$ shred -v testfile1.txt testfile2.txt testfile3.txt

All three files will be shredded in a single process as shown in the following screenshot.

Delete multiple files using shred

Overwrite Drives

You can also use the shred command to overwrite the drives and partitions. For example, to overwrite all the data on the /dev/sda2 partition, the command would be:

$ sudo shred -v /dev/sda2

delete and overwrite partition using shred

Overwrite with zeros

Usually, the shred command overwrites the file with random data. However, it will be conspicuous on your system that the shredding operation was performed on this device. You may hide the shredding process using the -z or –zero option with shred command.

Using the shred command with -z or –zero option first overwrites the file with random numbers, then adds a final overwrite with zeros.

$ shred -vz testfile.txt

zero overwrite

In the above output, you can see that after overwriting the file three times with random numbers, the shred finally overwrote the file with zeros.

Selectively Overwrite

The shred command overwrites the files 3 times with random junk. To increase the number of overwrite passes, use the -n or –iterations option.

For example, to shred the testfile.txt using 5 number of overwrite passes, the command would be:

$ shred -vn5 testfile.txt

Selective overwrite

Overwrite Only First x Bytes

The default behavior of the shred command is to overwrite the whole file. Using the -s or –size option with the shred command allows you to overwrite only first x bytes. For instance, to overwrite only the first 6 bytes of testfile.txt, the command would be:

$ shred -vs6 testfile.txt

The above command will only overwrite the first 6 bytes of the specified file. You can verify it by calling the cat command.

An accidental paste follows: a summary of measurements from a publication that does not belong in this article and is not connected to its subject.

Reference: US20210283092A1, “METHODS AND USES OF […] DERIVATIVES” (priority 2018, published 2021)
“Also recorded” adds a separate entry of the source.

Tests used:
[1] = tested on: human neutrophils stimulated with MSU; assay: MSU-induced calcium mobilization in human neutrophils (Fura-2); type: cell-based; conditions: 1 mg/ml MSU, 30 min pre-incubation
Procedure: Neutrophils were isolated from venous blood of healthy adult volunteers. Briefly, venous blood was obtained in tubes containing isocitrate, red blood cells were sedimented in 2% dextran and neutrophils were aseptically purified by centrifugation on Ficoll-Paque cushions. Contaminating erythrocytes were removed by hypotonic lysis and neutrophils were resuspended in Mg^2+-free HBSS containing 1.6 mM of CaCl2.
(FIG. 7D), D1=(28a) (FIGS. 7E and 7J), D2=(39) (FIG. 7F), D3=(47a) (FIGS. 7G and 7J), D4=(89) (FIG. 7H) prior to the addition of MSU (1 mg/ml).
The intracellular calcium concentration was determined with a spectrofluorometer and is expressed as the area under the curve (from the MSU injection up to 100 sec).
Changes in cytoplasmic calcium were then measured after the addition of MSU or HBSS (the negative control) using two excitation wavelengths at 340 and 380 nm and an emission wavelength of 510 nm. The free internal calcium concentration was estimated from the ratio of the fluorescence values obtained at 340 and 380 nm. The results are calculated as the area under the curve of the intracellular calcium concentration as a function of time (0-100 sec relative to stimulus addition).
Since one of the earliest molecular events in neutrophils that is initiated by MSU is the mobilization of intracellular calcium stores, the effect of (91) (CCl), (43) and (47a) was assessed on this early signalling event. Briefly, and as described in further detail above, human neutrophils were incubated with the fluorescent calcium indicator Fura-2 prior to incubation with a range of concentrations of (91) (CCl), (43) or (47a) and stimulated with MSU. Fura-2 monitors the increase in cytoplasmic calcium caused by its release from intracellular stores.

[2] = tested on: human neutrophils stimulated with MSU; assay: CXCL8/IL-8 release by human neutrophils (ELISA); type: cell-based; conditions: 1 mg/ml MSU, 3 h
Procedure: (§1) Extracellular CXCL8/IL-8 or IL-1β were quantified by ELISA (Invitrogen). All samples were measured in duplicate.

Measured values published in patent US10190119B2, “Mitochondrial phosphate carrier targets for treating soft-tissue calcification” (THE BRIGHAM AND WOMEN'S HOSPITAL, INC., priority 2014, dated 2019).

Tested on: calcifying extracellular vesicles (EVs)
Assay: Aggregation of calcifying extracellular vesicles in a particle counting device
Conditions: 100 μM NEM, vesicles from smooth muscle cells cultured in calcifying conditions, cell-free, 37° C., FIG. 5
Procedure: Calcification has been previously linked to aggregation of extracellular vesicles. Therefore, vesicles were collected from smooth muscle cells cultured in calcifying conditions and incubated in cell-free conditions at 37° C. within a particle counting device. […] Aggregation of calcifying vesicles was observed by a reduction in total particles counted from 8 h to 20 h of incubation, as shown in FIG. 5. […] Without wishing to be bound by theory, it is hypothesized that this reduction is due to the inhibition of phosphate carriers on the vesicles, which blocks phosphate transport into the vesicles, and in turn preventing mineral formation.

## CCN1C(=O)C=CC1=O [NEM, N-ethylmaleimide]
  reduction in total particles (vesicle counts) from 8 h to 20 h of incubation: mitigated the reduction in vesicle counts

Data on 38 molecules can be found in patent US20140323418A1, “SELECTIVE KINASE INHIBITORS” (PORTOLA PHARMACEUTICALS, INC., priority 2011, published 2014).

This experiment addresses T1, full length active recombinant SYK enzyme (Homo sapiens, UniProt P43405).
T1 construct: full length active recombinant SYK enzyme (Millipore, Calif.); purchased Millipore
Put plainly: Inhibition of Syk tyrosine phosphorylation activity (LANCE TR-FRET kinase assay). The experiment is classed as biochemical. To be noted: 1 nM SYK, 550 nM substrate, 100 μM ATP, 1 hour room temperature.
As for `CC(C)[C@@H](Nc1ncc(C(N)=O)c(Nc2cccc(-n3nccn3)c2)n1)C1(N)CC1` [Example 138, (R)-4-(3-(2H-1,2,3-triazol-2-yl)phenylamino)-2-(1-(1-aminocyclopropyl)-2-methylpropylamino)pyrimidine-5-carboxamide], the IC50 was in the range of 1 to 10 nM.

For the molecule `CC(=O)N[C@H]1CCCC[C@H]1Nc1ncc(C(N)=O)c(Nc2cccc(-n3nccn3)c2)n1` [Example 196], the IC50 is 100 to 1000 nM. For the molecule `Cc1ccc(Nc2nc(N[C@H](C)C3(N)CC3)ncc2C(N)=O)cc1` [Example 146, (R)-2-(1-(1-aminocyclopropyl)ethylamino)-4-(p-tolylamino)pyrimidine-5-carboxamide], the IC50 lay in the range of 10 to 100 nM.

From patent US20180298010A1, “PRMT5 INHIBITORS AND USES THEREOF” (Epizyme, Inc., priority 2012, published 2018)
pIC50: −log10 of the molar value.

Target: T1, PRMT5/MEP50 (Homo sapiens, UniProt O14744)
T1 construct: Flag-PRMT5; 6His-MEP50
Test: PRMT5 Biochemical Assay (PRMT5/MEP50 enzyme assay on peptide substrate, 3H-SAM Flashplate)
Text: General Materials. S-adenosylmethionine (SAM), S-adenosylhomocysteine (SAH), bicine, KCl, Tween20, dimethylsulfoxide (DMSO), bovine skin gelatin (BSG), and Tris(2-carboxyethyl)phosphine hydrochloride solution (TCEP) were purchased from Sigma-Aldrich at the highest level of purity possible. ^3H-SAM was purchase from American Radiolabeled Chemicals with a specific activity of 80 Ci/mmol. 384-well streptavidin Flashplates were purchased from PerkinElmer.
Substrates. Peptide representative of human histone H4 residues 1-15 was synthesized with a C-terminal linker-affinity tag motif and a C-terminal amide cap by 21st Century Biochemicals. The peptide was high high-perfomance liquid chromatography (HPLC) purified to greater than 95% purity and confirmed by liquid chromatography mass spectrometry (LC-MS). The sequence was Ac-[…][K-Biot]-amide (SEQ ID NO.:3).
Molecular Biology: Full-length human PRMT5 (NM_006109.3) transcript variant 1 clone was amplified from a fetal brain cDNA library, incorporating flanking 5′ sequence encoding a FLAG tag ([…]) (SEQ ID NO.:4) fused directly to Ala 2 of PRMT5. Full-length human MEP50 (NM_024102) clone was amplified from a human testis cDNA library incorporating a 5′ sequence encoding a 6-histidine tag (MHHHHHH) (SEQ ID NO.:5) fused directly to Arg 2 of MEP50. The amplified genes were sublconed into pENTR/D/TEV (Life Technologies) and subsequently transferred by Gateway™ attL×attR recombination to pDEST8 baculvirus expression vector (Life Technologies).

Overwrite first bytes only with shred

Delete File after Overwriting

As discussed earlier, the shred command only overwrites the file if we use it without any command line options. However, after overwriting, you can delete the file as well using the -u or –remove option with the shred command. Note that it will also rename the file before deletion.

$ shred -vu testfile.txt

Delete file after overwriting it with random data

From the above output, you can see that the file was finally removed after being overwritten and renamed.

View help

To find more details about the shred command, use the –help option or visit the man page:

$ shred --help

Or

$ man shred

In this article, you have learned how to use the shred command in Debian along with various command line options. You have seen how the shred command overwrites and deletes the files, making them hard to recover using any recovery tools.

How to Securely Delete Files Using Shred Command in Debian 11

Karim Buzdar

About the Author: Karim Buzdar holds a degree in telecommunication engineering and holds several sysadmin certifications. As an IT engineer and technical author, he writes for various web sites. You can reach Karim on LinkedIn